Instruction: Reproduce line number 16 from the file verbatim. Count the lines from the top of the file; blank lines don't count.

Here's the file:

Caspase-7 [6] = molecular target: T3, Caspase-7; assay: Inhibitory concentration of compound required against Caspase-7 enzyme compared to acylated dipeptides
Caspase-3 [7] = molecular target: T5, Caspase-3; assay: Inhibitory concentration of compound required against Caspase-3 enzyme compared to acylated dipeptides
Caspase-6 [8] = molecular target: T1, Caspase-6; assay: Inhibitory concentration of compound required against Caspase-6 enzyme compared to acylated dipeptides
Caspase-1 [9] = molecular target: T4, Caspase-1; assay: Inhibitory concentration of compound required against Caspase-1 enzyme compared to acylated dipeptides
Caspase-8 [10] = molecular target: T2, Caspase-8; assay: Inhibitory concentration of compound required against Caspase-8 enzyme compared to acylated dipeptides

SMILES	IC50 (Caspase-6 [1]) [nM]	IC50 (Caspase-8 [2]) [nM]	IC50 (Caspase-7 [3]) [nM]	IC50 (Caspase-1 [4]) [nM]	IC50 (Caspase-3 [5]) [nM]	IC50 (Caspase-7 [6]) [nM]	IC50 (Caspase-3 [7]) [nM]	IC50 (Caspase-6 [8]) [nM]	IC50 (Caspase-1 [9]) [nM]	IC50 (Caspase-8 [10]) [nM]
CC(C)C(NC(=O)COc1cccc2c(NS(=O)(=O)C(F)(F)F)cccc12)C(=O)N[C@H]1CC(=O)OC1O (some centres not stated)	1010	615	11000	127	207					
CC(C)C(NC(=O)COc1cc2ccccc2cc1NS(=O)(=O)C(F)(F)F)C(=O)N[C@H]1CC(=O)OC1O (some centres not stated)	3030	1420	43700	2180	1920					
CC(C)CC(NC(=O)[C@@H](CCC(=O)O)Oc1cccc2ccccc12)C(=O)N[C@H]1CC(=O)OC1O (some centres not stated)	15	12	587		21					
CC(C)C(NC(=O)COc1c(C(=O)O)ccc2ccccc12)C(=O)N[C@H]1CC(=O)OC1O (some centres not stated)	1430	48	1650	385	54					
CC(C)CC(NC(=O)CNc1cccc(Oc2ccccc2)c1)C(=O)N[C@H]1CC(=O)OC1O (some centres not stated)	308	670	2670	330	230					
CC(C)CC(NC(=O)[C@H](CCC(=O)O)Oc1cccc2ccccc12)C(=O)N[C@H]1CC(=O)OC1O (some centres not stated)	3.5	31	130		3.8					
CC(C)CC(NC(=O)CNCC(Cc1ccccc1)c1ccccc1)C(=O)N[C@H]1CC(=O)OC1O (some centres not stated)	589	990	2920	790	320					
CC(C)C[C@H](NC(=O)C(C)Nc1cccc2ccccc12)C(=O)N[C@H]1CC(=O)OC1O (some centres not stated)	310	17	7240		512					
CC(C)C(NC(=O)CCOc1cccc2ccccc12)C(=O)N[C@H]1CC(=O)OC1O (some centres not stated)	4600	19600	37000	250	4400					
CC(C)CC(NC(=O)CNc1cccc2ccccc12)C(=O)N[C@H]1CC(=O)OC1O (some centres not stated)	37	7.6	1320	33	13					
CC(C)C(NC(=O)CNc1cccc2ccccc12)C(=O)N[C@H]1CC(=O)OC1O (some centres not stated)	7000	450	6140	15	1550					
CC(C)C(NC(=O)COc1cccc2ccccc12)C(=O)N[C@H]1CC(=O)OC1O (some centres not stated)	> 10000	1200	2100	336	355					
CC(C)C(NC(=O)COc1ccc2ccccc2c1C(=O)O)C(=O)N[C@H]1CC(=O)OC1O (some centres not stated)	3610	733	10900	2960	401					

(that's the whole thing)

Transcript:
CC(C)CC(NC(=O)CNc1cccc2ccccc12)C(=O)N[C@H]1CC(=O)OC1O (some centres not stated)	37	7.6	1320	33	13					